Tag Archives: ethics policy

We keep AP working

BARGAINING: Guild, AP agree to revisions to social media and ethics policy

The News Media Guild and The Associated Press signed off Wednesday on changes to the company’s social media and ethics policy.

The company agreed to remove proposed language that would have discouraged employees from “over-the-top, fawning praise” on social media directed at sports teams and celebrities. The AP also agreed to delete proposed language that would have prohibited staffers from cheering for national teams on social media during international sporting events like the Olympics.

The AP also agreed to remove a requirement that all employees get advance permission from a manager before pursuing freelance work.

The changes are updates to existing policies that were previously negotiated by the Guild and AP. For reference, the current social media policy is available here and the current ethics policy is available here.

Representing the Guild were Jill Bleed of Little Rock, Vin Cherwoo of New York Sports, technician Ed Morsett of Denver and Guild administrator Kevin Keane.

Representing the AP were Keisa Caesar, human resources generalist and project manager; Jean Maye, human resources director; Steve Macri, AP’s attorney; Brian Carovillano, managing editor; and John Daniszewski, vice president for standards.

Bargaining will resume Feb. 8.

We keep AP working

BARGAINING: AP agrees to revise social media and ethics proposal

The Associated Press on Monday agreed to revise its proposed social media and ethics proposal after hearing concerns from the News Media Guild bargainers, who said the company’s initial plan was too far-reaching.

Both sides met Monday as bargaining resumed in Washington, D.C. The AP agreed to keep in place its existing social media policy, with a few minor changes to eliminate redundant language. The new proposal will be posted at www.newsmediaguild.org later Monday.

 Also Monday, the Guild told the AP that it’s reviewing the company’s counter-proposal to increase paid parental leave from one week to four weeks paid. Upon questioning from the Guild, the company said the paid parental leave could be taken within the first 12 months of the birth or adoption of a child.

Representing the Guild were Jill Bleed of Little Rock, Vin Cherwoo of New York Sports, technician Ed Morsett of Denver and Guild administrator Kevin Keane.

Representing the AP were Montrese Garner-Sampson, regional HR manager; Jessica Bruce, senior vice president for human resources and corporate communications; Steve Macri, AP’s attorney; Jean Maye, human resources director; and Brian Carovillano, managing editor.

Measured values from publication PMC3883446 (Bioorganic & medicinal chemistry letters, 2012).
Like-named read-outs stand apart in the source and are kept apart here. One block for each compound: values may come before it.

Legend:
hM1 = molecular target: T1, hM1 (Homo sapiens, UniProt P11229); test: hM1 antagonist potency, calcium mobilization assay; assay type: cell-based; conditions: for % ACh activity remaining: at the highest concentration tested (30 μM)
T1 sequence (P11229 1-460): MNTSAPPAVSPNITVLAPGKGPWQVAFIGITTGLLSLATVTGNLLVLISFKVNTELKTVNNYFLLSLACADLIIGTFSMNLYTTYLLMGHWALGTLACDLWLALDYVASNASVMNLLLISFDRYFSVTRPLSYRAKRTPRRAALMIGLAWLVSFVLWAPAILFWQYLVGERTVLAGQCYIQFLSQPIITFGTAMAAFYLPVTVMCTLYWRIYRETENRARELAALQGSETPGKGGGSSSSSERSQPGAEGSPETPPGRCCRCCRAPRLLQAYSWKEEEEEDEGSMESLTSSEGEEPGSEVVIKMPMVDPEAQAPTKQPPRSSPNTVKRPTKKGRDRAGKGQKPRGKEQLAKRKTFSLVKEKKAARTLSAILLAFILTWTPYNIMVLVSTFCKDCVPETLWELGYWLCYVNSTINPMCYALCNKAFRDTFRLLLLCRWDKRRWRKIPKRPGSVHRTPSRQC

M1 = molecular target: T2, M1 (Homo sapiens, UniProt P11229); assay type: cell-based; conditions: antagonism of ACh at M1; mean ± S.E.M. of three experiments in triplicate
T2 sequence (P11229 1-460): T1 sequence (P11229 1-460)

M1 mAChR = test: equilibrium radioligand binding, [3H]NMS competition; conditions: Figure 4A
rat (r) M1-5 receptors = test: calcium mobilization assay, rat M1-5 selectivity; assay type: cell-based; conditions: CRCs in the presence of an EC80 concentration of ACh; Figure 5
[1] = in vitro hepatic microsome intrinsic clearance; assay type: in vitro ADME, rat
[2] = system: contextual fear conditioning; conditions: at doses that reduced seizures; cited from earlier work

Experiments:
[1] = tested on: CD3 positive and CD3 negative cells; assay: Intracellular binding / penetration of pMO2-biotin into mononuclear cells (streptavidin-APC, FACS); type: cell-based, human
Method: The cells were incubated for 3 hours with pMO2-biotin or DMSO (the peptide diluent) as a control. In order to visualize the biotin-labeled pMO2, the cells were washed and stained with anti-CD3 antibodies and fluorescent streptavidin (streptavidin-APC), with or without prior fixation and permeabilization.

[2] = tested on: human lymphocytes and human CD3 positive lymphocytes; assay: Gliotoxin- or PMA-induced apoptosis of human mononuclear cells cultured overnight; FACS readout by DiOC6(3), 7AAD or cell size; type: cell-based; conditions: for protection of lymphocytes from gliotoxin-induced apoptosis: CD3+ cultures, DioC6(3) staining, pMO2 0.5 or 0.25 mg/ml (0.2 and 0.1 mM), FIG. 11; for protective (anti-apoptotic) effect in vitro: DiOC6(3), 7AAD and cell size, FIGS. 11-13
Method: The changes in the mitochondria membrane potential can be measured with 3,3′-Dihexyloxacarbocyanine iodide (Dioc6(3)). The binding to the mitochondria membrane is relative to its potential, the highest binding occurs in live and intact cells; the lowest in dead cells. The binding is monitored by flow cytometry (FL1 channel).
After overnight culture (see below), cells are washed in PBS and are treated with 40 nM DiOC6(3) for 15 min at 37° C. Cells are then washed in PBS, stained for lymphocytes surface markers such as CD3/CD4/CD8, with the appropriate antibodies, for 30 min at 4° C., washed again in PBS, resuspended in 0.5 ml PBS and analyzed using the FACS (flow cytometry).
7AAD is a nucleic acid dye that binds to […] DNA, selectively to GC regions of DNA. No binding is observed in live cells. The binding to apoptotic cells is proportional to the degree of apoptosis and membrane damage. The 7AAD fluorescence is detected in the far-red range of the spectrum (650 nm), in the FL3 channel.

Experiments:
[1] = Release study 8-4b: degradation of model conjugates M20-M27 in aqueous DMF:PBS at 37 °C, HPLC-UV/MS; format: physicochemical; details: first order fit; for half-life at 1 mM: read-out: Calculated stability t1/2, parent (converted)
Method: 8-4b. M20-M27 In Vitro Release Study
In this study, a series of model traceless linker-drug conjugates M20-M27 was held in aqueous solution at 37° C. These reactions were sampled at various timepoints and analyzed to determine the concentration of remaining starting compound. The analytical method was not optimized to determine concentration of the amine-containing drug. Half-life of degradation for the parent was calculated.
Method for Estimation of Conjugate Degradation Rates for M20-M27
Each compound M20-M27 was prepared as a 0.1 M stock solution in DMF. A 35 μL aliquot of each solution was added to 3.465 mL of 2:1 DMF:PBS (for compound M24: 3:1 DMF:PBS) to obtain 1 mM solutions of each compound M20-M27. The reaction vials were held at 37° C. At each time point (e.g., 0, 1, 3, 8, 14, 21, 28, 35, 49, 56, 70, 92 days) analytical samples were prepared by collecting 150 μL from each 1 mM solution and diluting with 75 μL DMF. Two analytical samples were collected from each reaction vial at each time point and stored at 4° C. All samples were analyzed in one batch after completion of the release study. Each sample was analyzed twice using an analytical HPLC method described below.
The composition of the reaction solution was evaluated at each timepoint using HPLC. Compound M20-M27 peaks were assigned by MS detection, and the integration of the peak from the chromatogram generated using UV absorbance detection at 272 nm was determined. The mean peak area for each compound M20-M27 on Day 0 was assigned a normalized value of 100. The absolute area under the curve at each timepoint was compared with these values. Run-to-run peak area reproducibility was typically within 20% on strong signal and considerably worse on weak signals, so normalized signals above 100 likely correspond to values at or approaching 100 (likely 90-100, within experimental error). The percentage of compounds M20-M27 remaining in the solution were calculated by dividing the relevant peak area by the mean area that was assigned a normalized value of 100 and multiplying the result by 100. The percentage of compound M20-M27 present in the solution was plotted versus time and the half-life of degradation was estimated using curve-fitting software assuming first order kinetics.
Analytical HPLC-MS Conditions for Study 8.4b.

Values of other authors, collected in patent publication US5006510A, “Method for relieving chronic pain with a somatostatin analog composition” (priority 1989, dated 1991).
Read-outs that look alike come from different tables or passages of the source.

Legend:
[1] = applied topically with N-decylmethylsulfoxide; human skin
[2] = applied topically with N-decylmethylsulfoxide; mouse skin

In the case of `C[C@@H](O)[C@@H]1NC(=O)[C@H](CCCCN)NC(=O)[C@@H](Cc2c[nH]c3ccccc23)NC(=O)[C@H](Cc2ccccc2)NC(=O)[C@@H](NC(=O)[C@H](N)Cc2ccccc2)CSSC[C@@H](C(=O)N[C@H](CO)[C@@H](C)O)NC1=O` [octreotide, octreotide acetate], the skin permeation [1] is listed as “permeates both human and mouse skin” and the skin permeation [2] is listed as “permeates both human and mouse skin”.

Guild bargainers were also greeted Monday by about 20 members of the Washington staff, who held signs outside the AP building that read “AP’s health care proposal is enough to make you sick” and “We stand with our negotiators to get us a #fairapcontract.” The bargaining team planned to meet later Monday night with unit members in Washington.

Bargaining resumes Tuesday, when both sides plan to discuss job security and the company’s proposal on transfers.

We keep AP working

BARGAINING: AP discusses job security proposal, ethics policy

The Associated Press on Tuesday detailed its job security proposal to the News Media Guild, saying the plan is intended to better reflect AP’s current organizational structure.

Now, in cases of staff reductions, seniority is determined by bureau or business locations. The AP’s proposal would determine seniority by “organizational units,” which it would define as: U.S. News, International News, Washington News, Global Enterprise, Global Investigations, Sports News, Business News, Health & Science News, Entertainment News, Religion News, Nerve Center, News Operations, Digital News, News Research, Data Center, Broadcast and Photos.

The company proposal also says that no employee could bump any other employee who is assigned to a different organizational unit and/or different business location. It would also reduce the amount of time that a laid-off employee is on the company’s recall list from the current 18 months to six months.

The Guild is still reviewing how the proposal would affect members’ seniority in the event of a staff reduction. The Guild previously introduced its own job security proposal that calls for increased training in the event of job reductions, including those caused by automation.